Background: Local recurrence rates are high in sacral chordoma patients. Adjuvant radiotherapy may play a role in increasing local control. Patients with locally recurrent tumors continue to comprise a significant proportion of the sacral chordoma population and appear to have worse prognosis than those with primary tumors. High-quality studies comparing presentation and treatments for primary and first local recurrent sacral chordoma tumors are sparse.
Purpose: To determine: whether there is a difference in how primary and tumors at first recurrence present; the overall survival, local relapse-free survival, and distant relapse-free survival rates and prognostic factors for patients presenting with a primary tumor; overall survival, local relapse-free survival, and distant relapse-free survival rates and prognostic factors for patients presenting with a first local relapse; if there any differences in overall survival, local relapse-free survival, and distant relapse-free survival rates between patients presenting with a primary tumor and those with a first local relapse.
Study design: Retrospective case series.
Patient sample: One hundred one sacral chordoma cases.
Outcome measure: Overall survival, local relapse-free survival, and distant relapse-free survival rates.
Methods: Between 1978 and 2013, 131 patients with sacral chordoma were seen. Of them, 17 patients (13%) presented with a history of more than one local recurrence. One patient (1%) presented with multiple distant metastases. Ten patients (8%) had less than 36 months of follow-up and had no event (eg, death, local recurrence, or distant metastasis). A total of 102 patients met our inclusion criteria: patients with primary or first recurrent tumors, without metastatic disease, who underwent surgery and with at least 36 months of follow-up. One patient (1%) died intraoperatively; therefore, 101 patients were included in the present analysis. Cox proportional hazards regression analysis was performed for primary and local recurrent tumor separately and to compare primary and local recurrent tumors.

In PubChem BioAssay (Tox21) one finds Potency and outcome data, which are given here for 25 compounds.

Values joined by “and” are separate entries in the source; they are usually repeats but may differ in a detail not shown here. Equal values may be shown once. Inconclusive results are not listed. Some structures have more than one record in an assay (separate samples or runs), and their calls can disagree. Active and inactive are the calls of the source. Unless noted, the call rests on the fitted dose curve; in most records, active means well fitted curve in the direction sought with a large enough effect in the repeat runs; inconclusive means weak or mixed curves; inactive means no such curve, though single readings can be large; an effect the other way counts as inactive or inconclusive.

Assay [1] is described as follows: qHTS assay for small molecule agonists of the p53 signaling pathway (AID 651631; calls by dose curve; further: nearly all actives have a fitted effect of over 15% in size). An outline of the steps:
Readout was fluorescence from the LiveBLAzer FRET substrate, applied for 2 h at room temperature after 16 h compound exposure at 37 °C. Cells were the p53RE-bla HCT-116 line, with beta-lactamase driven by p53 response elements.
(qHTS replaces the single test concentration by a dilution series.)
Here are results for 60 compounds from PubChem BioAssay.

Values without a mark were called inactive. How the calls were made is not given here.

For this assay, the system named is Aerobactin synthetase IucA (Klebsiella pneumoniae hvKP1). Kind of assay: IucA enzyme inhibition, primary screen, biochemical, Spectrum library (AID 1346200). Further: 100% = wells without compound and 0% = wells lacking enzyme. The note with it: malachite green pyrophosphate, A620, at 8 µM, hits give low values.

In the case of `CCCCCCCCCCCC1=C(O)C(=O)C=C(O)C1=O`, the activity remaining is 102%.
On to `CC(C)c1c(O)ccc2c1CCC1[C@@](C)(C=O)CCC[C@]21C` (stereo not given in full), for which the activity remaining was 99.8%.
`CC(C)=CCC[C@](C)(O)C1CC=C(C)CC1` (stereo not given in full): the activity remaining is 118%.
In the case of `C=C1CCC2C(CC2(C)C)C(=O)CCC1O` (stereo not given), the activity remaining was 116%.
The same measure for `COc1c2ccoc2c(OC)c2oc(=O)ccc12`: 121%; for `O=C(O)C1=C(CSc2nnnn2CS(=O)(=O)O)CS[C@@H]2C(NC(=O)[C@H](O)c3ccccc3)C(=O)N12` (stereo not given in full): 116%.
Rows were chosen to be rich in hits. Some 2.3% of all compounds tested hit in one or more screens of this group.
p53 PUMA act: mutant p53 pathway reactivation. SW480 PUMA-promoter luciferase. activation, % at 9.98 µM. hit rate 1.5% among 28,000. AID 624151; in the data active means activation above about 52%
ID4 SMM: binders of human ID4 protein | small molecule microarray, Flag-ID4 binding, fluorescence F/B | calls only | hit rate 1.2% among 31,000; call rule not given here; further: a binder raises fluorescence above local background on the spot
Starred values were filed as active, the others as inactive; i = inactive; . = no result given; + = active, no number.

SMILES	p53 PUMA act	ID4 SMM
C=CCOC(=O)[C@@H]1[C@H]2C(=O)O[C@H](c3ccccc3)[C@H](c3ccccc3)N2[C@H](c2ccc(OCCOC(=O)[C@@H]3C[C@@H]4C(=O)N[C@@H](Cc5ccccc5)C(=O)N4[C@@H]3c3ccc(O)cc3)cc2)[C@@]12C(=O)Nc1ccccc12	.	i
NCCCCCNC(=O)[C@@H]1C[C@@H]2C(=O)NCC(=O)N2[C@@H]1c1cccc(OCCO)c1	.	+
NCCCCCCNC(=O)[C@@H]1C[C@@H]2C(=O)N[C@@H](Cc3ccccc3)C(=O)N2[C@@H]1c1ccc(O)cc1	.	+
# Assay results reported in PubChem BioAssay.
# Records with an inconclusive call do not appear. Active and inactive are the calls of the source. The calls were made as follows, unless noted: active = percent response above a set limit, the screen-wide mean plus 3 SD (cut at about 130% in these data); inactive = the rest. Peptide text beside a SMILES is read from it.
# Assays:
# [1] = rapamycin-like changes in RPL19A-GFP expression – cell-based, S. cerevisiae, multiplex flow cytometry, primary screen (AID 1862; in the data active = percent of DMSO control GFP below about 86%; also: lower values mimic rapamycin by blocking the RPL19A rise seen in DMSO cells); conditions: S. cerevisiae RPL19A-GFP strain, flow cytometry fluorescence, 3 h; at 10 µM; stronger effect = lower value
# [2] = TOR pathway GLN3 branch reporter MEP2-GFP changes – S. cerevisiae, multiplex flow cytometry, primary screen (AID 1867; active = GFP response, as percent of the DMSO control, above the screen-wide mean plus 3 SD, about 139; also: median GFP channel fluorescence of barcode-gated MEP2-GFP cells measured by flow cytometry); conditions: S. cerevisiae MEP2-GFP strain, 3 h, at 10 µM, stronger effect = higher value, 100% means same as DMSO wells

Results: We analyzed 73 primary and 28 first time recurrent sacral chordomas. Tumor size at presentation was different for primary and recurrent tumors (primary median size: 158 cm3, interquartile range [IQR]: 46-634; recurrent median size: 39 cm3, IQR: 14-175; p=.001). Overall survival at 5 and 10years for the primary tumors was 79% and 59%, respectively. Local relapse-free survival at 5years was 86%. For primary tumors, not receiving radiation was an independent predictor for worse local relapse-free survival (hazard ratio [HR]: 0.20; 95% confidence interval [CI]: 0.0043-0.90; p=.004) and increased tumor size was an independent predictor for both worse overall survival (HR: 1.68; 95% CI: 1.38-2.42; p=.004) and worse distant relapse-free survival (HR: 2.25; 95% CI: 1.47-3.44; p<.001). For recurrent tumors, the 5- and 10-year overall survival was 65% and 40%, respectively. Local relapse-free survival at 5years was 79% for recurrent tumors. On bivariate analysis, increased tumor size was a significant predictor for worse survival (LR median: 338 mL; IQR: 218-503 mL; no LR median: 26 mL; IQR: 9-71 mL). A trend was seen toward better distant relapse survival for tumors presenting as a primary tumor (HR: 0.51; 95% CI: 0.25-1.06; p=.072).
Conclusion: Using a combination of surgical resection and adjuvant radiotherapy allowed us to obtain a good overall survival, local relapse-free survival, and distant relapse-free survival in patients presenting with either a primary tumor or with a first time local recurrent tumor.
Keywords: Chordoma; Local recurrent; Primary; Radiotherapy; Sacrum; Survival.
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